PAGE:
Arsenal are interested in Ajax goalkeeper and Cameroon international André Onana, as first reported last month by Charles Watts and recently confirmed with more detail / elaboration by Chris Wheatley. The reports come amid speculation that Bernd Leno may want out of North London and that he’s unlikely to sign a new deal when his current contract expires two seasons from now.
There’s a slight issue with Onana: in February, UEFA suspended him for 12-months for a doping violation. The Court of Arbitration for Sport heard his appeal today, but his lawyer feels a reduction in length of suspension is the best they can hope for. Per a statement from Onana and Ajax when the suspension was issued, the keeper mistook his wife’s medication for aspirin, which resulted in a positive test for the diuretic Furosemide. Diuretics are sometimes used as masking agents for other banned substances, hence why many are banned by governing bodies.
Part of Arsenal’s interest stems from goalkeeping coach Inaki Cana’s familiarity with Onana from their shared time at La Masia, Barcelona’s famed academy. But Cana also encouraged the club to sign Alex Rúnarsson based on familiarity from crossing paths earlier in their respective careers, and well, that move hasn’t really panned out for the Gunners.
That said, Onana has put up some impressive numbers, ranking in the 99th percentile for post-shot expected goals minus goals allowed, a measure of shot-stopping (but also luck) and the 96th percentile for save percentage per fbref.
Since the start of the 2018-19 UEFA Champions League campaign (when Ajax reached the semi final), André Onana has prevented 13 goals, more than any other keeper in the competition during this period based on Opta's xGoT conceded metric. pic.twitter.com/yjuFUHuCKY— Harvey Downes (@HarveyDownes92) June 2, 2021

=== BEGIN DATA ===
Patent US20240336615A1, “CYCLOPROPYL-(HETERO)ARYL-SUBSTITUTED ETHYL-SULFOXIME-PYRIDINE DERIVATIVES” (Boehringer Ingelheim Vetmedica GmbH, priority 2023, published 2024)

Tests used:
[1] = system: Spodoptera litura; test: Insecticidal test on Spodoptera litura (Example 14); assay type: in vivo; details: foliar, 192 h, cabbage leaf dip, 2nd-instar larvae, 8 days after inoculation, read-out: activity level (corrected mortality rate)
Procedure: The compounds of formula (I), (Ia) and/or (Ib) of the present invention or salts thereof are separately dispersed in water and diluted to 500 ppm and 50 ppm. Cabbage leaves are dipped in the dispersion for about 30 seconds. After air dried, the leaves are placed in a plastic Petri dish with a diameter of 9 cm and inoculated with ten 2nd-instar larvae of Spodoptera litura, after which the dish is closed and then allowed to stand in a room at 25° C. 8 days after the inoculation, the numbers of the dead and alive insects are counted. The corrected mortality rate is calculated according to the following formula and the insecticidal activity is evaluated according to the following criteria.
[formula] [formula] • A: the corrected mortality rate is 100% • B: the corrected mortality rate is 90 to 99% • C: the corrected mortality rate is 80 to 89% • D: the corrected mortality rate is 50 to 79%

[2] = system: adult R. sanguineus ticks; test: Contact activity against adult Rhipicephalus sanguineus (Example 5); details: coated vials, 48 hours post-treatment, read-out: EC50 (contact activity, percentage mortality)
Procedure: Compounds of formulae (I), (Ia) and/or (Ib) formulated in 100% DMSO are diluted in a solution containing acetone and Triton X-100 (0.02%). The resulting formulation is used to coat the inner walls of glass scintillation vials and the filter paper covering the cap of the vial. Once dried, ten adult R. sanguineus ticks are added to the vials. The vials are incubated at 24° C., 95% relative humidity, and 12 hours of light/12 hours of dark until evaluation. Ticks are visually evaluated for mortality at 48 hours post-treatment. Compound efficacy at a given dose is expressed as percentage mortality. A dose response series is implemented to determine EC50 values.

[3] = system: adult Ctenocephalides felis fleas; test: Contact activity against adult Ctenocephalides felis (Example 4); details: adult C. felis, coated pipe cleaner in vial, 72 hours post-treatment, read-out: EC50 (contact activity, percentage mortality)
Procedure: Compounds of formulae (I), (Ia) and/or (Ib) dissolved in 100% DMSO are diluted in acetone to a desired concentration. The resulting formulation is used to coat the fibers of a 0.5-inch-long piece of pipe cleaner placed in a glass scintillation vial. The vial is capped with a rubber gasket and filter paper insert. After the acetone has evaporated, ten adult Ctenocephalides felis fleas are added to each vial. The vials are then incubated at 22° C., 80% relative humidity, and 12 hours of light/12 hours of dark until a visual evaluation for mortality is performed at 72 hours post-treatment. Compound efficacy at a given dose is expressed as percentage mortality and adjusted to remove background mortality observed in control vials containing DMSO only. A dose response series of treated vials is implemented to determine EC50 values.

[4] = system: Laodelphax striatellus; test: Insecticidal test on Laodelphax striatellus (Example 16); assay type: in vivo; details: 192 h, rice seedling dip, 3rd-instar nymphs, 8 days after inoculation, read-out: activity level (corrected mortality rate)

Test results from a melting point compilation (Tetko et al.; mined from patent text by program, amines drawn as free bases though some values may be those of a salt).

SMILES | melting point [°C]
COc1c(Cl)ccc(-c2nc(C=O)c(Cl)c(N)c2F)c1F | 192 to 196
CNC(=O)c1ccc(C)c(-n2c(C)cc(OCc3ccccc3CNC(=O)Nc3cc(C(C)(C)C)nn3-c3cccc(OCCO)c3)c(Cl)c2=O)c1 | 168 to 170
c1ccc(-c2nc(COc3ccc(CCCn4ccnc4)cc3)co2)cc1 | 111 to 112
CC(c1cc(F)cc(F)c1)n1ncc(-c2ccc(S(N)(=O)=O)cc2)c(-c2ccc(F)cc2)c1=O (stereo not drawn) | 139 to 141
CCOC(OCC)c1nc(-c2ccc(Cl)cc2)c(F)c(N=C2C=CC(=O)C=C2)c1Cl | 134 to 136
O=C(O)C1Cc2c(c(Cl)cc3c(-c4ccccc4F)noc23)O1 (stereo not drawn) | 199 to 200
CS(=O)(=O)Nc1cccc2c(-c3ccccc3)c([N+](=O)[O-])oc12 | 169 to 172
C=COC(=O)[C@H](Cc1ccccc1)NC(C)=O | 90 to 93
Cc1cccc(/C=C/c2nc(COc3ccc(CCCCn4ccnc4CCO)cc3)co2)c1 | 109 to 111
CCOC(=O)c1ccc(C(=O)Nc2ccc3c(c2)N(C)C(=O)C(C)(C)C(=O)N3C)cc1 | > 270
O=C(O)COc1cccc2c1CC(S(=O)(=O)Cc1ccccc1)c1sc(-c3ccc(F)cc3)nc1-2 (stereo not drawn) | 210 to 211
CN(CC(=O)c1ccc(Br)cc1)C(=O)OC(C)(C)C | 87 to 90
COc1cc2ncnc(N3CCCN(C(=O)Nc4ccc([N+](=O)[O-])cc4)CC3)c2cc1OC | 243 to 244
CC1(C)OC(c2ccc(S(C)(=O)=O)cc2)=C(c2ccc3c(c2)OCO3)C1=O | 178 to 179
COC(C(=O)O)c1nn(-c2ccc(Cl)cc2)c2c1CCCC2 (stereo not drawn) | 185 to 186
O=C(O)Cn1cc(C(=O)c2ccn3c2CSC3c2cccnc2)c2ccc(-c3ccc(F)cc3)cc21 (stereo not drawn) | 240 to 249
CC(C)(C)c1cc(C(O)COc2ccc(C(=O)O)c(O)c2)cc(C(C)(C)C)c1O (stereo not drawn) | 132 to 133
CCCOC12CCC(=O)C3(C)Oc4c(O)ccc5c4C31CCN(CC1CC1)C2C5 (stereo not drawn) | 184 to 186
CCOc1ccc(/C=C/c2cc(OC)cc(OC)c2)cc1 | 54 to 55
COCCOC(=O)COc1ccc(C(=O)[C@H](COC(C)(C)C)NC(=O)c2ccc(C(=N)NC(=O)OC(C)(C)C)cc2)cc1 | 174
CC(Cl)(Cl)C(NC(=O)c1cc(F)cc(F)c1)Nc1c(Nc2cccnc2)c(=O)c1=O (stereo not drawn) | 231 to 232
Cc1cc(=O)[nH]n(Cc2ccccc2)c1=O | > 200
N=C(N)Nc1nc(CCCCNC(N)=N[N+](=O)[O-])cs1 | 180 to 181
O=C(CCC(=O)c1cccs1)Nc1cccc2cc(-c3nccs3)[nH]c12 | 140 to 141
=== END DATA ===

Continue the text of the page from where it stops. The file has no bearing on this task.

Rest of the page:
With Leno still under contract for the next two seasons, goalkeeper isn’t a pressing need. And even though I wrote a few weeks ago that I expected Leno to be the starter next fall and that Arsenal would be well-served to fill other spots with whatever budget they may have this summer, I think signing André Onana could prove the type of shrewd move we’ve been aching for Arsenal to make.
Reports are that the suspension might be driving Onana’s price down, which is understandable given that right now he won’t be eligible to play until February 2022. But that suspension doesn’t really matter to Arsenal, whether it gets reduced or not. They don’t need a new starting keeper for the fall. What they do need, however, is to have a succession plan in place for Bernd Leno’s eventual departure. Getting a younger, possibly better keeper at a below-market price seems like a no-brainer to me.
Arsenal could also be helped by Onana being out of contract with Ajax at the end of next season. According to Charles Watts, Ajax would want around £12M for the £30M+ rated keeper should his suspension be reduced, and that they could go as low as £7M if it isn’t.
Not to excessively question the reporting of a journalist way more connected than I, but something seems a bit off. Ajax have historically bought, developed, and sold players well. It’s hard to imagine them taking less than half a player’s valuation on a transfer. But money is tight, finances are weird, Onana’s contract situation is tough, and he’s got a doping suspension on his record. Perhaps Ajax are looking for any kind of return to be rid of a difficult situation.
The transfer rumor also gives me occasion to once again share one of my favorite pieces of football writing from the past season — Rory Smith’s excellent piece in the New York Times about why there aren’t many Black keepers at the highest levels of the game and how that might be a market inefficiency fueled by a misplaced historical bias driven by racist undertones. André Onana could be poised to become the next African keeper to excel in the Premier League.
The whole situation — the suspension, his contract status, the potential market inefficiency, and the cut price — strikes me as the kind of opportunity a savvy club would take advantage of. Make it happen, Arsenal.